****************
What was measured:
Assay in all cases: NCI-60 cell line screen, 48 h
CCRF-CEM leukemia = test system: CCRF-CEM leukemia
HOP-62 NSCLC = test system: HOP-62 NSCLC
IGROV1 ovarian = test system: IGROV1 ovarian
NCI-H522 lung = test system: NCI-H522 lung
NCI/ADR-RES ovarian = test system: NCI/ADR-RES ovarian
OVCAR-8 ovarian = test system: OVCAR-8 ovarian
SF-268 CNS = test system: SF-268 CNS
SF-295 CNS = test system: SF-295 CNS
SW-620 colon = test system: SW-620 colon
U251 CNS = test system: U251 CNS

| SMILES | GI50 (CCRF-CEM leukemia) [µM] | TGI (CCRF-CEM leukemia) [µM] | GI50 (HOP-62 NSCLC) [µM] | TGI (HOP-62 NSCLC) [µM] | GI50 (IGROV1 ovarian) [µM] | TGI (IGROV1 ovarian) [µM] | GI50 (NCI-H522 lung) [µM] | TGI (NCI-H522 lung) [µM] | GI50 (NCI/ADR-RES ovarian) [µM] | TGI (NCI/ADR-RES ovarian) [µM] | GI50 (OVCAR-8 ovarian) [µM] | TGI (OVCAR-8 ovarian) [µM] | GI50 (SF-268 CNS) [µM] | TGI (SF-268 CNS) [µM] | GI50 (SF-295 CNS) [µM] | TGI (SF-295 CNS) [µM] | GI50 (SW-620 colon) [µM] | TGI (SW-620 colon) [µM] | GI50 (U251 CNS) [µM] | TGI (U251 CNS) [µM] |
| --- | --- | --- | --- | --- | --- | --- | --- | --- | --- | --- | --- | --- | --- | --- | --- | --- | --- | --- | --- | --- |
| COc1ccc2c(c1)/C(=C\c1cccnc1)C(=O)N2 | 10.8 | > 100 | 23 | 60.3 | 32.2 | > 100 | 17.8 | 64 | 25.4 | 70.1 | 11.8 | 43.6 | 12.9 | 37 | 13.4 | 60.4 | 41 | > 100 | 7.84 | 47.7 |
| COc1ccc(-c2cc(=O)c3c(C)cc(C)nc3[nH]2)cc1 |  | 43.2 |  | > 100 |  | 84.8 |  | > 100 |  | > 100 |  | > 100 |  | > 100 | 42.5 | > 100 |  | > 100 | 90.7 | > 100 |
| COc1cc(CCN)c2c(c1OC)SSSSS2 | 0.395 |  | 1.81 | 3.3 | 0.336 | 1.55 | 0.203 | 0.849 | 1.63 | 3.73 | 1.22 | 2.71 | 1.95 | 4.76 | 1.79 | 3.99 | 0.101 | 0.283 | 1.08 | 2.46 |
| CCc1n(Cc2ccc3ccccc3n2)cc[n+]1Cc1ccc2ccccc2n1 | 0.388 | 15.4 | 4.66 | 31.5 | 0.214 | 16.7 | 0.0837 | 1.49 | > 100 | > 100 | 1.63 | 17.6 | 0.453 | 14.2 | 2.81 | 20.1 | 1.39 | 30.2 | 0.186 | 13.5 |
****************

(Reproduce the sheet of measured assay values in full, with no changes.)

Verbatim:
What was measured:
Assay in all cases: NCI-60 cell line screen, 48 h
CCRF-CEM leukemia = test system: CCRF-CEM leukemia
HOP-62 NSCLC = test system: HOP-62 NSCLC
IGROV1 ovarian = test system: IGROV1 ovarian
NCI-H522 lung = test system: NCI-H522 lung
NCI/ADR-RES ovarian = test system: NCI/ADR-RES ovarian
OVCAR-8 ovarian = test system: OVCAR-8 ovarian
SF-268 CNS = test system: SF-268 CNS
SF-295 CNS = test system: SF-295 CNS
SW-620 colon = test system: SW-620 colon
U251 CNS = test system: U251 CNS

| SMILES | GI50 (CCRF-CEM leukemia) [µM] | TGI (CCRF-CEM leukemia) [µM] | GI50 (HOP-62 NSCLC) [µM] | TGI (HOP-62 NSCLC) [µM] | GI50 (IGROV1 ovarian) [µM] | TGI (IGROV1 ovarian) [µM] | GI50 (NCI-H522 lung) [µM] | TGI (NCI-H522 lung) [µM] | GI50 (NCI/ADR-RES ovarian) [µM] | TGI (NCI/ADR-RES ovarian) [µM] | GI50 (OVCAR-8 ovarian) [µM] | TGI (OVCAR-8 ovarian) [µM] | GI50 (SF-268 CNS) [µM] | TGI (SF-268 CNS) [µM] | GI50 (SF-295 CNS) [µM] | TGI (SF-295 CNS) [µM] | GI50 (SW-620 colon) [µM] | TGI (SW-620 colon) [µM] | GI50 (U251 CNS) [µM] | TGI (U251 CNS) [µM] |
| --- | --- | --- | --- | --- | --- | --- | --- | --- | --- | --- | --- | --- | --- | --- | --- | --- | --- | --- | --- | --- |
| COc1ccc2c(c1)/C(=C\c1cccnc1)C(=O)N2 | 10.8 | > 100 | 23 | 60.3 | 32.2 | > 100 | 17.8 | 64 | 25.4 | 70.1 | 11.8 | 43.6 | 12.9 | 37 | 13.4 | 60.4 | 41 | > 100 | 7.84 | 47.7 |
| COc1ccc(-c2cc(=O)c3c(C)cc(C)nc3[nH]2)cc1 |  | 43.2 |  | > 100 |  | 84.8 |  | > 100 |  | > 100 |  | > 100 |  | > 100 | 42.5 | > 100 |  | > 100 | 90.7 | > 100 |
| COc1cc(CCN)c2c(c1OC)SSSSS2 | 0.395 |  | 1.81 | 3.3 | 0.336 | 1.55 | 0.203 | 0.849 | 1.63 | 3.73 | 1.22 | 2.71 | 1.95 | 4.76 | 1.79 | 3.99 | 0.101 | 0.283 | 1.08 | 2.46 |
| CCc1n(Cc2ccc3ccccc3n2)cc[n+]1Cc1ccc2ccccc2n1 | 0.388 | 15.4 | 4.66 | 31.5 | 0.214 | 16.7 | 0.0837 | 1.49 | > 100 | > 100 | 1.63 | 17.6 | 0.453 | 14.2 | 2.81 | 20.1 | 1.39 | 30.2 | 0.186 | 13.5 |